With the stock market in the doldrums and direct property purchases still feeble, Dubai Islamic Bank (DIB) and National Bank of Abu Dhabi (NBAD) are betting on investor interest in REITs, entities that own and manage income-producing property and are later publicly listed. REITs allow banks armed with a vast client database to offer new products, while developers attract liquidity to a sector that has left many investors scarred.
Attempts to create REITs are not new.
Firms in Kuwait and Bahrain failed to publicly list vehicles, while Nakheel abandoned REIT plans in 2008, the year the market began a slide toward a property price crash that has exceeded 50 per cent.
“We first investigated the concept of a REIT in the GCC in 2006 and had advanced discussions with a number of major players,” said Sylvain Vieujot, deputy executive chairman of Emirates REIT, DIB’s joint venture with France’s Eiffel Management.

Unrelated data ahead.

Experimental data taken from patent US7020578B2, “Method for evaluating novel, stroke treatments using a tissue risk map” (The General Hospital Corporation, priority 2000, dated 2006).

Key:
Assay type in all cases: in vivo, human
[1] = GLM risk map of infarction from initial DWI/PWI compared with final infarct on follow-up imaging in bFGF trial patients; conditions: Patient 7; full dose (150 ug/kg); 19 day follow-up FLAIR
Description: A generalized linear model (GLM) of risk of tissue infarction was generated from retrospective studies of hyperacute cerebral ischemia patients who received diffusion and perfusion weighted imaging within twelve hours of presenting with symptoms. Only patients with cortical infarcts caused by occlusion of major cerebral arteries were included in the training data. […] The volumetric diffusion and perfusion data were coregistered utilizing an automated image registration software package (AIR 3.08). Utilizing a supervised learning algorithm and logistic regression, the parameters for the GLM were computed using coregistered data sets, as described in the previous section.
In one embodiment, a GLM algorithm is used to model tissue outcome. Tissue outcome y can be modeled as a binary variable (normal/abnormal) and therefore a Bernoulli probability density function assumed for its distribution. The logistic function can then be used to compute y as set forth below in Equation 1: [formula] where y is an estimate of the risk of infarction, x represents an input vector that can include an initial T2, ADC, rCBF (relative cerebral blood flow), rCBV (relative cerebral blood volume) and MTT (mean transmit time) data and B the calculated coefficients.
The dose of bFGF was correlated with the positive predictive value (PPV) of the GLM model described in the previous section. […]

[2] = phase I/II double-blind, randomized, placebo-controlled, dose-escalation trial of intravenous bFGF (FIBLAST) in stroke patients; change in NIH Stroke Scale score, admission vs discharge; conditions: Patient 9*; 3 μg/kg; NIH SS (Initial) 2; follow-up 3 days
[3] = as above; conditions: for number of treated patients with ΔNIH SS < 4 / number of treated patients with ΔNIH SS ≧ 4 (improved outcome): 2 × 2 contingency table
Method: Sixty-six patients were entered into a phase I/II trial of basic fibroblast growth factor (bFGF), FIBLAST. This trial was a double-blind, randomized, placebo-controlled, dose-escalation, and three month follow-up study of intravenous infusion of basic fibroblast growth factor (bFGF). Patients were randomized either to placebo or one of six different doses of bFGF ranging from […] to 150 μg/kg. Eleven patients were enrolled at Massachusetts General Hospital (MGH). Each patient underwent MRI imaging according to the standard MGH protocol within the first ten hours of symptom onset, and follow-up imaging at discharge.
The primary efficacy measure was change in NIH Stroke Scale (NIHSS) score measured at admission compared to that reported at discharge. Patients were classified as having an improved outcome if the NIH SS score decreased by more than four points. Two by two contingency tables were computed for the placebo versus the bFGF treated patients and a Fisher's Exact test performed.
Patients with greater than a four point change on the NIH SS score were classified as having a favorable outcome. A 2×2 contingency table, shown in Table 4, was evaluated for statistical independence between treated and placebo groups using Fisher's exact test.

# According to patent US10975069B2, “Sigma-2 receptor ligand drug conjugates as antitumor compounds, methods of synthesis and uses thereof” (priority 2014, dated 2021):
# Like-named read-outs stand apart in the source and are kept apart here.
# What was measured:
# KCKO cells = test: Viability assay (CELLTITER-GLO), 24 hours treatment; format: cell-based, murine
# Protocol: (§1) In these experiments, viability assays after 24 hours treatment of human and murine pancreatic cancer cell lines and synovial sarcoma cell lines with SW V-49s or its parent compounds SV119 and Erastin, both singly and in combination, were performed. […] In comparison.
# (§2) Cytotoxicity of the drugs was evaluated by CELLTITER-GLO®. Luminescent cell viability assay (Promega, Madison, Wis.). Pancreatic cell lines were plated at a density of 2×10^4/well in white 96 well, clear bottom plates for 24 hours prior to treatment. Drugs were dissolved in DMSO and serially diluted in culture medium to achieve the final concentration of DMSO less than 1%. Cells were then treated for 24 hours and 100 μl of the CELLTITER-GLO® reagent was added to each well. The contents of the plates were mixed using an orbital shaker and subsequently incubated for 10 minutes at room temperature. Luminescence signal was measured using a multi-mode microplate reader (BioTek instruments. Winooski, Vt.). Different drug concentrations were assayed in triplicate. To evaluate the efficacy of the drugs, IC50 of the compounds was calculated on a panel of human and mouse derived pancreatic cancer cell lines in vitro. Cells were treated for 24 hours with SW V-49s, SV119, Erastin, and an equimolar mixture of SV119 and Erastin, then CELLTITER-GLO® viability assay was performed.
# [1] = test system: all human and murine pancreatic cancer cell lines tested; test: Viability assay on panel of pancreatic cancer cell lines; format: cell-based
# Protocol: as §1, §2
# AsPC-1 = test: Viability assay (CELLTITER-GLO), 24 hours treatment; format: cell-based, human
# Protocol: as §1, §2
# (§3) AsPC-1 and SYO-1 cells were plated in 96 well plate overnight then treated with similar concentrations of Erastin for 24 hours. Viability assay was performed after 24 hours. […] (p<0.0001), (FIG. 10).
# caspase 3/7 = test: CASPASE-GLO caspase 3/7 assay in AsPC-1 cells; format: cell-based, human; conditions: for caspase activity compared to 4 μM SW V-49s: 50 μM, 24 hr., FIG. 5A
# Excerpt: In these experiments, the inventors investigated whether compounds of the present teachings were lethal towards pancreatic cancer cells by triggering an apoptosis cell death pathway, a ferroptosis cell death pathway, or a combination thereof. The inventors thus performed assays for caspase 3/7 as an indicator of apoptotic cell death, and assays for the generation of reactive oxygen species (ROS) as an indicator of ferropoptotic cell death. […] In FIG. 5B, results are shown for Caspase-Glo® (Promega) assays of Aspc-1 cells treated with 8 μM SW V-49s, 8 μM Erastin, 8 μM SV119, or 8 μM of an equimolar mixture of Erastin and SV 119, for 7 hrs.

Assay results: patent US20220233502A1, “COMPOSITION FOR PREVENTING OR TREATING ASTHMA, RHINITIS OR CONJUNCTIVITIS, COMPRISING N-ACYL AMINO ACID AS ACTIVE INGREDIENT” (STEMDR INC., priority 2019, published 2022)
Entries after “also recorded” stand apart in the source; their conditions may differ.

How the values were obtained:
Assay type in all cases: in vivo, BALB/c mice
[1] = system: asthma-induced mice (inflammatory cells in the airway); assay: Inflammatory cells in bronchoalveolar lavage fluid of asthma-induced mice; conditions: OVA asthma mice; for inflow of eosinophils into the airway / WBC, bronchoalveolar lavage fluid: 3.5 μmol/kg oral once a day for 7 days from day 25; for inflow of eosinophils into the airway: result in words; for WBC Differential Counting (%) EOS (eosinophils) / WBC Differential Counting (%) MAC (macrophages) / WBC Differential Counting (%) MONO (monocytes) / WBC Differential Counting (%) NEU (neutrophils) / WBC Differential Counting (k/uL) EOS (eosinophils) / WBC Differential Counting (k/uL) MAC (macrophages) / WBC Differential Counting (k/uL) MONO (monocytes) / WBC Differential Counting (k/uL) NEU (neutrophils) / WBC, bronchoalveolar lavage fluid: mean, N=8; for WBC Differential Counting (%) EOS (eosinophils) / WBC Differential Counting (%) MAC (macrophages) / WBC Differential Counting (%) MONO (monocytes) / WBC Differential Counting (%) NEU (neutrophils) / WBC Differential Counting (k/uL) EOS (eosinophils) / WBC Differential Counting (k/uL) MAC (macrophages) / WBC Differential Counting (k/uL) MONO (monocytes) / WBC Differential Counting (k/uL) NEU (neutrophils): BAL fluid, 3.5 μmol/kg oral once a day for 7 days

“However, at that time the market was at a point where the main focus was capital appreciation. In 2009, after the economic crisis, the scenario was reversed. Values of assets were stagnant and therefore it had become more attractive to transfer them to the REIT to benefit from a more stable, secure and diversified income stream.”
DIB set up in 2010 a Sharia-compliant Emirates REIT, seeded the fund with some of its properties and later added three other shareholders: Deyaar, Dubai Properties and TECOM Investments, which have transferred assets to the REIT and received payment partly in equity and partly in cash.
“Now the timing is better (for REITs) because investors are seeking income producing assets/vehicles rather than taking development risk,” said Gaurav Shivpuri, head of capital markets at property advisory Jones Lang LaSalle MENA.